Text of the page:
Cybersecurity is a major concern for businesses, large and small. While small businesses are targeted less often than the big guys, they risk losing valuable data, business secrets, and even private customer information. Think of cybersecurity as a broad term. It’s not just about protecting your data but also protecting your business, employees, and customers.
This guide will walk you through the five types of cybersecurity you need for your business to protect yourself from fraudsters online.
Network security protects an organization’s computer networks and systems from attacks and unauthorized access. It encompasses all of the security measures on an organization’s network, including firewalls, encryption technology, vulnerability scanners, intrusion detection systems (IDSs), endpoint security solutions, access control lists (ACLs), multifactor authentication, and more.
Email security is the most common attack vector. Unfortunately, it’s also often overlooked and outsourced to a third party. When you outsource email security, you risk having it poorly implemented and managed by someone who doesn’t understand your business well enough to protect it.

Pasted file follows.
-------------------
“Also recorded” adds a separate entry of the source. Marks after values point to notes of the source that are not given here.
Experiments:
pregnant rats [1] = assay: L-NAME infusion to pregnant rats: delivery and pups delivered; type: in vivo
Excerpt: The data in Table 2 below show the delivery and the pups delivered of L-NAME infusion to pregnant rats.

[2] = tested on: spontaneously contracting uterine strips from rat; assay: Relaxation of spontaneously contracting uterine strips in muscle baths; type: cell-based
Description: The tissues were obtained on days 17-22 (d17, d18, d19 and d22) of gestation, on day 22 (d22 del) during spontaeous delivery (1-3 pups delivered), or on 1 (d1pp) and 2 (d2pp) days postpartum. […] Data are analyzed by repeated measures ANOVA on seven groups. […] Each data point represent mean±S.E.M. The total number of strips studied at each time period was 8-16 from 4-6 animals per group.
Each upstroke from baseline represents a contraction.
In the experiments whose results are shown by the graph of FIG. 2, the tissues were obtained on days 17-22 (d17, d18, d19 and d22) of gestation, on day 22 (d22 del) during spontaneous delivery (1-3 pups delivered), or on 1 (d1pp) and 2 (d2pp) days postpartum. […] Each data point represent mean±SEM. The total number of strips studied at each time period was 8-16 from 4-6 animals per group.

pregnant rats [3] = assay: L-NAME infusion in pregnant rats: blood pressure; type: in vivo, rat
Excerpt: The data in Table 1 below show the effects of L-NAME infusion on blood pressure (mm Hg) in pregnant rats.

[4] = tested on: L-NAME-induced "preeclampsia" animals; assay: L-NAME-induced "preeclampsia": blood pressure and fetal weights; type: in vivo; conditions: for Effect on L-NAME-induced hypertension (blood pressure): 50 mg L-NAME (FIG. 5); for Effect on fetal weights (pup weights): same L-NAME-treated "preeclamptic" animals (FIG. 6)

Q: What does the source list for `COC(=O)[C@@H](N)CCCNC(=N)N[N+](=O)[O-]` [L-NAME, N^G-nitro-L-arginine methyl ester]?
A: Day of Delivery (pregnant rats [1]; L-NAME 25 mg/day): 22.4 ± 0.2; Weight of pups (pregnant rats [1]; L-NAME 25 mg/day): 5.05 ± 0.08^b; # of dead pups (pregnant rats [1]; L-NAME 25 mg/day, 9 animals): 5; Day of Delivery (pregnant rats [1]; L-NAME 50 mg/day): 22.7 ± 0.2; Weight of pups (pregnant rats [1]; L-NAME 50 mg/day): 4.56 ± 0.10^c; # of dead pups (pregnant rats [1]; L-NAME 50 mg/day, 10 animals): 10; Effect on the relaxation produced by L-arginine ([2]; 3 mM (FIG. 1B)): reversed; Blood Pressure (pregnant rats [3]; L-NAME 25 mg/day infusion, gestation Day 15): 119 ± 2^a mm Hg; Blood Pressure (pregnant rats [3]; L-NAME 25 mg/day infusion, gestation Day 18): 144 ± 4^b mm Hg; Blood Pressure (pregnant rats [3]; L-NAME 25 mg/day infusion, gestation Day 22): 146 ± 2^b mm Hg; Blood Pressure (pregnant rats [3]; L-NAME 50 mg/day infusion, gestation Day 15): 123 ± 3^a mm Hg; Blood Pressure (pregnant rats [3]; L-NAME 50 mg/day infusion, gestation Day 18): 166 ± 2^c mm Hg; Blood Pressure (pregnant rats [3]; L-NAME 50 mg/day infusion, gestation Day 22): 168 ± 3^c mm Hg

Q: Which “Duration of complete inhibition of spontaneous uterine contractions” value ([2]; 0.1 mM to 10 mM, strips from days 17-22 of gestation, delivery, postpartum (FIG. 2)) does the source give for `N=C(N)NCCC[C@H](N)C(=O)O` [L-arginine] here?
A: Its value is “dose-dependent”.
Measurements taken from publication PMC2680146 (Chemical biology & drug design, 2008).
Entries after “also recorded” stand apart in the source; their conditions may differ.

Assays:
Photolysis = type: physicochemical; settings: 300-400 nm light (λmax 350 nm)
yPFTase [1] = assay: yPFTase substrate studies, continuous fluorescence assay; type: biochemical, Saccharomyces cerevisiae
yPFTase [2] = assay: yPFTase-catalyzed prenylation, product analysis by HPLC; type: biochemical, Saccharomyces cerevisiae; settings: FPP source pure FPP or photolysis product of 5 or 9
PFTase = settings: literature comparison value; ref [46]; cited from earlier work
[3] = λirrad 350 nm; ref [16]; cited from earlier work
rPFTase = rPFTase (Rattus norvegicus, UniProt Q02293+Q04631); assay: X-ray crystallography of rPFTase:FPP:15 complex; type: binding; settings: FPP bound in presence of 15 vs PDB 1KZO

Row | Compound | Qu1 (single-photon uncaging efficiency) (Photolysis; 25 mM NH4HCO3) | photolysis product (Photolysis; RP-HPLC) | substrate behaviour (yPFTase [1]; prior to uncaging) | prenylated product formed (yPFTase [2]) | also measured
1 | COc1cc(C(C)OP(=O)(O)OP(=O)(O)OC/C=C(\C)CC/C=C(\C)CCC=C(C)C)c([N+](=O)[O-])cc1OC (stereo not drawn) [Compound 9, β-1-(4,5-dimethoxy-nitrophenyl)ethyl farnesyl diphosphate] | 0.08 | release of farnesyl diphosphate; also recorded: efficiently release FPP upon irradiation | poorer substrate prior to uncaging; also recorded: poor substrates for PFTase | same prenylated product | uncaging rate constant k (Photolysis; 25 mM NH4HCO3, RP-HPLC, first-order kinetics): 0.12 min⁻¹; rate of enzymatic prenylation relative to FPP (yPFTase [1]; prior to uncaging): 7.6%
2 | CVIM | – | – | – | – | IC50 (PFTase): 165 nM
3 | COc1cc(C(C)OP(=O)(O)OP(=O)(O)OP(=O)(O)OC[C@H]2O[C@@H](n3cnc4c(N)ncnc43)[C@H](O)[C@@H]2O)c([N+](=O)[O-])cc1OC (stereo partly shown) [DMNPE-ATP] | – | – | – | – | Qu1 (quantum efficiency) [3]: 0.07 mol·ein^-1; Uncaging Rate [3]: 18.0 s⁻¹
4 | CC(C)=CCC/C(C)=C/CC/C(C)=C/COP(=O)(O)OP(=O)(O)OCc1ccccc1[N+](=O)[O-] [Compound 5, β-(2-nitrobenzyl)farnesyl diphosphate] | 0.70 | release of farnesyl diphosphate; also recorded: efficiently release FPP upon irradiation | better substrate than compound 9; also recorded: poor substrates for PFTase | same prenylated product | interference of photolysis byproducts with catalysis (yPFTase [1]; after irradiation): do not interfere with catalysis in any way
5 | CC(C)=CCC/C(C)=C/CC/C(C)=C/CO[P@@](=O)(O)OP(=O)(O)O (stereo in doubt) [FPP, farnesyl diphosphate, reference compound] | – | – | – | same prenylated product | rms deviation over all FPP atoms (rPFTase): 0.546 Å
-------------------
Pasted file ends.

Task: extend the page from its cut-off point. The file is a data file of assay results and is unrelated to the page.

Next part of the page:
For this reason, many businesses interested in outsourcing the cybersecurity of their business will often turn to an External SOC service with a plan of action that can help to protect their business from criminals.
Cloud security ensures the safety of a cloud computing environment. Cloud computing is a model for enabling ubiquitous, convenient, on-demand network access to a shared pool of configurable computing resources that can be rapidly provisioned and released with minimal management effort or service provider interaction.
This cloud model promotes availability and comprises several essential characteristics: on-demand self-service, broad network access, resource pooling, rapid elasticity in quantity demanded, supplied, measured service, and resource pooling at scale.
Cloud Security is essential to Information Security because it allows you to use software or hardware without actually owning it! For example: instead of buying all your own servers (hardware), the cloud provider will provide them for you so that they can be used whenever needed by anyone across the network.